Indian Army plans big show for China in Arunachal

– Gets over 200 hectares land along with China border
– Starts upgrading military air strips into full-fledged airports
– Plans establishing infantry, artillery, signals, aviation, intelligence           infrastructure on China border
– Gets huge funds from govt to enhance night combat capabilities
– Defense experts alarmed by move as Indian army top brass emerges as defiant     to Delhi

From Christina Palmer, Anjali Khosla & Ajay Mehta

NEW DELHI: While Indian Army Chief General Encounter Singh has stated that there was an acute peace and tranquility at India’s border with China, he has, on the other side, availed some 200 hectares of land in disputed Arunachal Pradesh state from India’s Environment Ministry to establish massive military infrastructure, most probably as part of preparing for some ‘ adventure’ with China in near future, reveal the findings of The Daily Mail.

The Daily Mail’s investigations indicate that an Environment Ministry panel has agreed to divert more than 200 hectares of forest land in Arunachal Pradesh for establishment of Indian Army’s infantry battalion, artillery regiment and its headquarters, a surveillance and target acquisition unit, a helipad besides constructing vital roads for speedy mobilization.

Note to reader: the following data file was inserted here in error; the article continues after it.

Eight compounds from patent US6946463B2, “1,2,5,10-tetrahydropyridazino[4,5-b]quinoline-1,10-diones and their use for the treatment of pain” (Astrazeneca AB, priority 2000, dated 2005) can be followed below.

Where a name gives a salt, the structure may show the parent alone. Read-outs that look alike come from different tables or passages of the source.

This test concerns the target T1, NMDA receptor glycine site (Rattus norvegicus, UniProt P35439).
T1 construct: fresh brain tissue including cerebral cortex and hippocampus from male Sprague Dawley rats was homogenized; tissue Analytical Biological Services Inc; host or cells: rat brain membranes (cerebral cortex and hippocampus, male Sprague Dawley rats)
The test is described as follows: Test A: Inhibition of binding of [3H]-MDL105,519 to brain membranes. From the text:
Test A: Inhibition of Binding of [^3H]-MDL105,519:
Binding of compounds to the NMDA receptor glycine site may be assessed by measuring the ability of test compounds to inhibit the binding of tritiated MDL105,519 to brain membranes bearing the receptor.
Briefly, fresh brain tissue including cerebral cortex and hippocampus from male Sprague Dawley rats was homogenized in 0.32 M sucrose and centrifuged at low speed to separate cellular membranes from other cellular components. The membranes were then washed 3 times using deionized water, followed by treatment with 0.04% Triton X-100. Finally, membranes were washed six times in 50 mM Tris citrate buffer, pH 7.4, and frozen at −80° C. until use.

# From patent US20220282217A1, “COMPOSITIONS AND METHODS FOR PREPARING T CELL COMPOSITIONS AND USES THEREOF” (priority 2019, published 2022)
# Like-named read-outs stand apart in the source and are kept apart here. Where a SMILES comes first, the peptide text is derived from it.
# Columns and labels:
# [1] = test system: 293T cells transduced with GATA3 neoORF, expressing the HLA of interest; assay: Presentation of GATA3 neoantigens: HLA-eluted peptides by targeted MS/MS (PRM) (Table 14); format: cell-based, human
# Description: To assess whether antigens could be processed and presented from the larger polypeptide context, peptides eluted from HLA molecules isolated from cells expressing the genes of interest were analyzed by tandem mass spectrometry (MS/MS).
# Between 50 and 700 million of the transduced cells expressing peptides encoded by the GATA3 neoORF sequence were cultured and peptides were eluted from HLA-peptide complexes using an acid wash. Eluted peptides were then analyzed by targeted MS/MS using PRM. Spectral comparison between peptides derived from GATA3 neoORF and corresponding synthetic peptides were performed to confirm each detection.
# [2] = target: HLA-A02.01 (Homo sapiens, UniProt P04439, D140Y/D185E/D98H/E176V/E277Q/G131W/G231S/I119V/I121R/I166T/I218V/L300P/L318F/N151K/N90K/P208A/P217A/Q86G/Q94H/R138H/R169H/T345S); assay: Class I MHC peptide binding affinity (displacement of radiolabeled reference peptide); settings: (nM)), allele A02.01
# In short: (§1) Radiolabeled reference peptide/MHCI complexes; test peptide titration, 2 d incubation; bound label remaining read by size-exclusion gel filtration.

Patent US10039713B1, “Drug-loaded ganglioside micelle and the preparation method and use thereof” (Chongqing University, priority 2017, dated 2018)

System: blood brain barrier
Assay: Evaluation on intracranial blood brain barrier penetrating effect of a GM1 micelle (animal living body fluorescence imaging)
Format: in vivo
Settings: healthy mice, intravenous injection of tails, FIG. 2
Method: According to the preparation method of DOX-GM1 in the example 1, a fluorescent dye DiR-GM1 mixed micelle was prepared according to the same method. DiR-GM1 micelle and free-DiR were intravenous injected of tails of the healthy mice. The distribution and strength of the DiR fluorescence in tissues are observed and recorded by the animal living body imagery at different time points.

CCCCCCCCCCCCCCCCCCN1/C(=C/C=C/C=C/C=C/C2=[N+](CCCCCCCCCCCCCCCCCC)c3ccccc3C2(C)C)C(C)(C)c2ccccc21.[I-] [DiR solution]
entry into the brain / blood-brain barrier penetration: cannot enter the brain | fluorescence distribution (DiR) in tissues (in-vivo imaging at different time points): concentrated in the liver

Indian Army Headquarters has been desperate to set up a Mountain Strike Corps in the area and also moved a tank brigade there recently. They are also keen to have a separate, all-weather road to ensure 24/7, uninterrupted access to the border. The forest advisory committee of the Indian Ministry of Environment and Forests (MoEF) in its decision, while recommending the diversion of the forest area, said that they have taken note of “the sense of urgency for these projects expressed at various levels of the central government.”

The Daily Mail’s investigations indicate that the panel has recommended giving away around 203 hectare of forest land to Indian Army for “infrastructure development”. Of this, around 43 hectares area located at village Bana in Seppa of East Kameng district of Arunachal Pradesh is for establishment of an infantry battalion, one artillery brigade headquarters, signal company, one artillery brigade and workshop, a medium regiment, a light regiment, a SATA (surveillance and target acquisition) along with logistic installations of a helipad, a classification and a grenade range. Another 160 hectare area that has been recommended by the forest advisory committee is in West Siang district of Arunachal Pradesh for construction of Tadadege-Henker road by Border Roads Task Force. Tadadege road is a vital line of communication for Indian troops deployed in forward areas in the Tadadege sector. The road passes through hilly mountainous terrain with thick forest growth and the area is “un-classed state forest.”